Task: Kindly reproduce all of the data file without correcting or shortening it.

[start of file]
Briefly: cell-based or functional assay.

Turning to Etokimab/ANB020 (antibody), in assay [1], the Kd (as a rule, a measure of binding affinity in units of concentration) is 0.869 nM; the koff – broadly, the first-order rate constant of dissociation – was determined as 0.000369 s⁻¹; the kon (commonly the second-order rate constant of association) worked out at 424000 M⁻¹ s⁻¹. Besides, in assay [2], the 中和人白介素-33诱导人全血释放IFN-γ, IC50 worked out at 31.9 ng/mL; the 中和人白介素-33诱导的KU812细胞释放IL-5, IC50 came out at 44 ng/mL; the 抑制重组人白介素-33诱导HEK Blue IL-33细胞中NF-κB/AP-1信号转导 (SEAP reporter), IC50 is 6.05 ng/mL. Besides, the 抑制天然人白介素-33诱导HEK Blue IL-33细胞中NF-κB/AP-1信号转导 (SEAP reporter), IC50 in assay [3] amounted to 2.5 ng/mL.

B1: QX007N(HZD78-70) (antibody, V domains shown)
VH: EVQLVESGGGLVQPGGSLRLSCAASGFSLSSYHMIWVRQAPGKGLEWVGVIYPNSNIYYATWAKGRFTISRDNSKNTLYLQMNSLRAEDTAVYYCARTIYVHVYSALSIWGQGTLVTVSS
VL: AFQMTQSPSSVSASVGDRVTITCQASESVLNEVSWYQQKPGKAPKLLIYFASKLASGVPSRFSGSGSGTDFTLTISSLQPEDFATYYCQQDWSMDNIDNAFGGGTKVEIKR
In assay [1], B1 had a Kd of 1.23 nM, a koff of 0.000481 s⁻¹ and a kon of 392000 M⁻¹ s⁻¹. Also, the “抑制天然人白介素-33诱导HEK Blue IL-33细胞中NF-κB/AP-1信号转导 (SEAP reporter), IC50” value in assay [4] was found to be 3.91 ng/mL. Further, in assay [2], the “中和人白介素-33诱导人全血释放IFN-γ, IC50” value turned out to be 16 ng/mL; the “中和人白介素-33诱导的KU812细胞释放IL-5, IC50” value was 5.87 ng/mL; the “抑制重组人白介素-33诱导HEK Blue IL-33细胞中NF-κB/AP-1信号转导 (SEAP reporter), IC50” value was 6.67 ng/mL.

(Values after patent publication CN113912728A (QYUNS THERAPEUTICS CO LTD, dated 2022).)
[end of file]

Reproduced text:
Briefly: cell-based or functional assay.

Turning to Etokimab/ANB020 (antibody), in assay [1], the Kd (as a rule, a measure of binding affinity in units of concentration) is 0.869 nM; the koff – broadly, the first-order rate constant of dissociation – was determined as 0.000369 s⁻¹; the kon (commonly the second-order rate constant of association) worked out at 424000 M⁻¹ s⁻¹. Besides, in assay [2], the 中和人白介素-33诱导人全血释放IFN-γ, IC50 worked out at 31.9 ng/mL; the 中和人白介素-33诱导的KU812细胞释放IL-5, IC50 came out at 44 ng/mL; the 抑制重组人白介素-33诱导HEK Blue IL-33细胞中NF-κB/AP-1信号转导 (SEAP reporter), IC50 is 6.05 ng/mL. Besides, the 抑制天然人白介素-33诱导HEK Blue IL-33细胞中NF-κB/AP-1信号转导 (SEAP reporter), IC50 in assay [3] amounted to 2.5 ng/mL.

B1: QX007N(HZD78-70) (antibody, V domains shown)
VH: EVQLVESGGGLVQPGGSLRLSCAASGFSLSSYHMIWVRQAPGKGLEWVGVIYPNSNIYYATWAKGRFTISRDNSKNTLYLQMNSLRAEDTAVYYCARTIYVHVYSALSIWGQGTLVTVSS
VL: AFQMTQSPSSVSASVGDRVTITCQASESVLNEVSWYQQKPGKAPKLLIYFASKLASGVPSRFSGSGSGTDFTLTISSLQPEDFATYYCQQDWSMDNIDNAFGGGTKVEIKR
In assay [1], B1 had a Kd of 1.23 nM, a koff of 0.000481 s⁻¹ and a kon of 392000 M⁻¹ s⁻¹. Also, the “抑制天然人白介素-33诱导HEK Blue IL-33细胞中NF-κB/AP-1信号转导 (SEAP reporter), IC50” value in assay [4] was found to be 3.91 ng/mL. Further, in assay [2], the “中和人白介素-33诱导人全血释放IFN-γ, IC50” value turned out to be 16 ng/mL; the “中和人白介素-33诱导的KU812细胞释放IL-5, IC50” value was 5.87 ng/mL; the “抑制重组人白介素-33诱导HEK Blue IL-33细胞中NF-κB/AP-1信号转导 (SEAP reporter), IC50” value was 6.67 ng/mL.

(Values after patent publication CN113912728A (QYUNS THERAPEUTICS CO LTD, dated 2022).)